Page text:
Teetering on a dining room chair, flashlight stuck in my mouth so I'd have both hands free, and the front pocket of my hoodie stuffed with pliers, wire cutters, screwdrivers, wire nuts and any other implements I thought I'd need to do this task I set out to remove the offending light fixture. That took nearly a half hour! As I had said, my husband had been quite clever with his approach to things like this, and the way this whole fixture was afixed to the ceiling was no exception. I did notice that he had attached little strips of masking tape to the wires leading down from the ceiling to the light itself-no doubt to indicate which were "hot" and which were neutral, but over the years the ink had faded to the point that you couldn't even discern anything had been written-it was totally blank. Fuggin' great!
Anyway, finally got the whole shebang off, shocked at the overall weight of the fixture...all that leaded glass, I guess and was now staring up at a horrific fist sized rat's nest of archaiac wires in the round box in the ceiling. Oh crap! I'm screwed now.
This wasn't shown in the directions that came with the new light fixture!

Some were bundled in old electricians tape, starting off black but emerging from the bundle of tape as white, some were the really, really old school clothcovered wires, some showed splitting along their outer coating, a thin streak of copper showing. OH CRAP-NOT GOOD! (I do know that much.)
It was a jumbled mess. I was in way over my head. And to disturb any of this precarious balance I saw above me would mean possibly having the whole house burst into flames at the flip of a switch. Reluctantly, I knew at this point I would have to stand down and call in the calvery.
So now I have a hole in my dining room ceiling and a couple of arthritic wires poking out and am humbly sitting in the dark typing this.

Hey, we can deal with no lighting for awhile. Shoot, sometimes in the winter we go for days, sometimes a week with no power AT ALL when we get our notorious fierce ice storms. This is but a nuisance, not the end of the world. I'm hoping that electrical contractor I called can get here today. But if he can't, oh well. Suck it up. It was my fault, afterall. I will freely cop to that. I have a feeling that ponying up some major buckage for a complete home re-wiring will be in order.

"The best laid plans of mice and men..." and all that, y'know. Story of my life!

8 Comments:

Blogger Pamela said...

Look at the bright side. The arm and the leg will be coming out of your pocketbook and NOT OFF YOUR BODY FROM BEING ELECTROCUTED OFF THE WOBBLY CHAIR.

That being said,you "done" good with the sink.

10/26/2006 12:40 AM  
Blogger Patrick Joubert Conlon said...

Okay, so I laughed. You knew we would. It was funny but why fix something that worked? Been reading Home and Garden? Serves you right. :)

10/26/2006 12:58 AM  
Blogger Fish-2 said...

Yeah,I looked at the ceiling light in the master bedroom, thought it would be great to have a ceiling fan there. Instead I bought a fifteen inch rotating fan on a pedestal and set it to circulate.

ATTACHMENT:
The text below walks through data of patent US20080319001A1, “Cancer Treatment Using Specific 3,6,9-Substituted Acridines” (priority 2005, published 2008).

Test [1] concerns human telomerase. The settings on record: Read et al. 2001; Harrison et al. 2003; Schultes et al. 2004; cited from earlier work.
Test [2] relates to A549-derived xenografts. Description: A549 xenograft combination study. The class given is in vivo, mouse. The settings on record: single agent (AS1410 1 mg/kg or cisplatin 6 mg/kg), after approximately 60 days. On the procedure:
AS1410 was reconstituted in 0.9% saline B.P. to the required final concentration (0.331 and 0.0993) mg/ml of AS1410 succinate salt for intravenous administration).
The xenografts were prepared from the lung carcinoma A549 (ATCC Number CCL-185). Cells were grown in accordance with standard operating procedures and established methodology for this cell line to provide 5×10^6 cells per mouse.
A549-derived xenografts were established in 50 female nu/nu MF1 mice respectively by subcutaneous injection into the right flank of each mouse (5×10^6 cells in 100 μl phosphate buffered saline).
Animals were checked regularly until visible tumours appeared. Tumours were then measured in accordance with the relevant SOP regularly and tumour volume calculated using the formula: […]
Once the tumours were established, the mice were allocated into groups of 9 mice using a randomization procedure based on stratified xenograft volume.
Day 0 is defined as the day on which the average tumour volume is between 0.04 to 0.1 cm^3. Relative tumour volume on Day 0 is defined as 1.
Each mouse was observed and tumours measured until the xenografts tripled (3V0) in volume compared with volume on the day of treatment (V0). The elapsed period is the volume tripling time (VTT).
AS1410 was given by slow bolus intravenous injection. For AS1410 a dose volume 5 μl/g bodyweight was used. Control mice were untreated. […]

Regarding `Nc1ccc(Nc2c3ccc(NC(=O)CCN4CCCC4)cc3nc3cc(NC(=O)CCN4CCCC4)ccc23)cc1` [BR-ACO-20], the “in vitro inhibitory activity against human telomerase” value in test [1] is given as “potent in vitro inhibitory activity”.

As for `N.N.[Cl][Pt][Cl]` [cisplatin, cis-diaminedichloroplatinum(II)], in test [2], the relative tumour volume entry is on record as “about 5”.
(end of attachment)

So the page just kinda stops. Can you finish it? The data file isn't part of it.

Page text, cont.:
Actually I got as far as taking down the light, found out the ceiling fixture was anchored on one side only - not strong enough to hold a fan. I decided I didn't want to tear out part of the ceiling, reinforce it, then fix the ceiling and repaint the room.

Maybe some day.

10/26/2006 7:16 AM  
Blogger white trash republican said...

Pam, yes, that is a good point. Electricity scares the bejeezuz outta me, but I was drunk on power and really felt up to the task. I should have known better, since my husband had pretty much based his career on bailing out dopes like me who try to get all handyman on their homes and booger everything up! I'd dare say those were at least 70% of the calls we'd get. The irony being that he had been so busy fixing other people's problems, his own home was never properly fixed. Which would leave his wife further down the road, once he had departed, having to call yet another jack of all trades to help out, who probably has a wreck of a house,too, and a long suffering, but understanding spouse. It's all just part of the big contractor 'circle of life'. : )

Patrick, man, if you could see this light fixture I know you have strongly objected to it being put up in the first place! The dang thing was just plain gawdy/fuggly! Yes, it worked, but since redoing the dining room it just didn't go with the room (like it ever did!). I knew it was bad luck to swipe lights from a funeral home!

10/26/2006 7:47 AM  
Blogger white trash republican said...

Fish, haha.
You are far more wiser than me!
There were ceiling fans already installed when I moved here throughout the house. I don't dare even consider upgrading those! The only fix I've ever done to them was I had to shim one at the base cuz it wobbled. Used old cut up credit cards-that was 18 years ago. Still not wobbling!

And- still in the dark as of right now.
We might have everything back up by Friday. Maybe...

10/26/2006 8:16 AM  
Blogger Patrick Joubert Conlon said...

Sorry to hear you're still in the dark. Liz, if you could see my decor (from "thrift stores") then you'd know I don't object to anything that works.

10/26/2006 11:23 AM  
Blogger Gayle said...

I was really worried that you were going to electrocute yourself, then I thought "how dumb is that? She wouldn't be writing this if she had been electrocuted!" Duh!

Well, you did manage to fix the sink hon, and so you done good; but I hope you will let your husband mess with the electricity from now on. I know what you mean about him being so busy fixing other people's houses that he doesn't have time for yours. It's sort of like most mechanics and their cars.

The upside of all this is that you can have romantic candle-lit dinners. :)

10/26/2006 12:24 PM  
Blogger Bonnie said...

I watched my house being built from the ground up, but I ain't TOUCHIN the wiring in here. My Mr. is a contractor, too, yet I still have rotten facia boards that he just doesn't have time to fix. Maybe I need to look in the Yellow Pages...

10/26/2006 1:56 PM